Education has been a lifelong pursuit for Farkhonda Tahery, long before the Afghan refugee arrived in Saskatoon almost three months ago.
As a girl, she loved to read, watch movies and paint. Growing up in Kabul, she first aspired to be a doctor like her father, but encountered philosophy and sociology in her later school years. It put her on the path to working at a research company in Afghanistan.
“By our definition, life was very normal,” Tahery said in an interview.
She grew up in a time when the Taliban had largely been forced into hiding. Their fundamentalist beliefs, which prevent girls from being educated, were also suppressed.
Tahery attended university and achieved a bachelor’s degree.
Life began to change in April, according to Tahery, when U.S. President Joe Biden announced plans to withdraw all American troops from Afghanistan.
“We saw the first red flags after that because some districts started to fall under the Taliban,” Tahery said.
While living in Kabul, she and her husband watched media reports of one provincial capital falling after another. By Aug. 15, the Taliban had taken control of Kabul.
“The city changed just overnight,” Tahery said. “We lost our home to people that we never wanted them to have our homes.”
Their plan to leave via the airport in Kabul was interrupted on Aug. 26, when a suicide bomber launched an attack at a gate to the airport. Several dozen were killed right before Tahery and her husband were set to leave the country.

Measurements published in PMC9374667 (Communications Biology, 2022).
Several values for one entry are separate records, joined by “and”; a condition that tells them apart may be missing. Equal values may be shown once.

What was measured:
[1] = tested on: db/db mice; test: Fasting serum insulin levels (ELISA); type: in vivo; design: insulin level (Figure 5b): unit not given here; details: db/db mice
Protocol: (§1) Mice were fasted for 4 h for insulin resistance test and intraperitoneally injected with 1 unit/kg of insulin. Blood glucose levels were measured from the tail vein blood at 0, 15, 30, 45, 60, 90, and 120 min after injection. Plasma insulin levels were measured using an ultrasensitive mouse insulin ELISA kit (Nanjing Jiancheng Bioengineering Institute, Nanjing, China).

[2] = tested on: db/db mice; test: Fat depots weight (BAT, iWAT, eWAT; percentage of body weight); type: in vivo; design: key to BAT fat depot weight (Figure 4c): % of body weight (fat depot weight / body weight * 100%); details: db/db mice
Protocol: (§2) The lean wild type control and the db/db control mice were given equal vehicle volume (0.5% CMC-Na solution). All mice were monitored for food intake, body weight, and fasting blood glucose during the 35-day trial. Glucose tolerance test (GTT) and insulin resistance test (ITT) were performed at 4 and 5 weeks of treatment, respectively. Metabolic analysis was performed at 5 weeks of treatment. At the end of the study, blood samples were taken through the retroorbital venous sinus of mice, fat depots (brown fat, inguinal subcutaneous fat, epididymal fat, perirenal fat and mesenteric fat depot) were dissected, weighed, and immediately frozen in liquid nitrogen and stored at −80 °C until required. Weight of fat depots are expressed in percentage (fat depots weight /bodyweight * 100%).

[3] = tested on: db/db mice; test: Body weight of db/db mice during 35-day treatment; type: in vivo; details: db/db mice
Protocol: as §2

Instead, they travelled to another province, then Mexico and eventually Saskatoon. She still has family in Afghanistan, where Tahery said people don’t feel safe and grapple with a depressed economy.
“Worst of all, girls are not allowed to go to school. I have very close relatives that are just staying home because they cannot go to school,” Tahery said.
Tahery is now among the many people supported by Global Gathering Place (GGP), a resettlement agency in the city.
Since her arrival, Tahery has taken adult swimming lessons through the organization and taken part in winter preparedness sessions. She’s looking forward to outdoor activities like skiing.
The resettlement agency connects newcomers with health care services and life skills training. The case management program helps people overcome barriers like language, illness and disability.
GGP has launched an online fundraising campaign with the goal of raising $5,000 by the end of the year. Tahery’s story is featured to promote the effort that raises money for unforeseen circumstances that the organization hasn’t budgeted for: things like transportation, medication costs and groceries.
The fundraising drive arises largely as a result of the pandemic. The influx of Afghan refugees has also had an impact, according to Melanie Baerg, GGP’s health and case coordination team lead.
“It means that we have an increased need for funding all around, and especially for this kind of emergency support that we provide to newcomers,” Baerg said.
Asked what she’d like the public to know about Afghan refugees, Tahery said the newcomers are capable of making their communities a better place.
“We are going to be good citizens.”
At least 215 Afghan nationals have come to Saskatchewan in recent months, according to data from the federal government. The figure could be much higher as a result of privately sponsored refugees and others who arrived through Canada’s humanitarian program.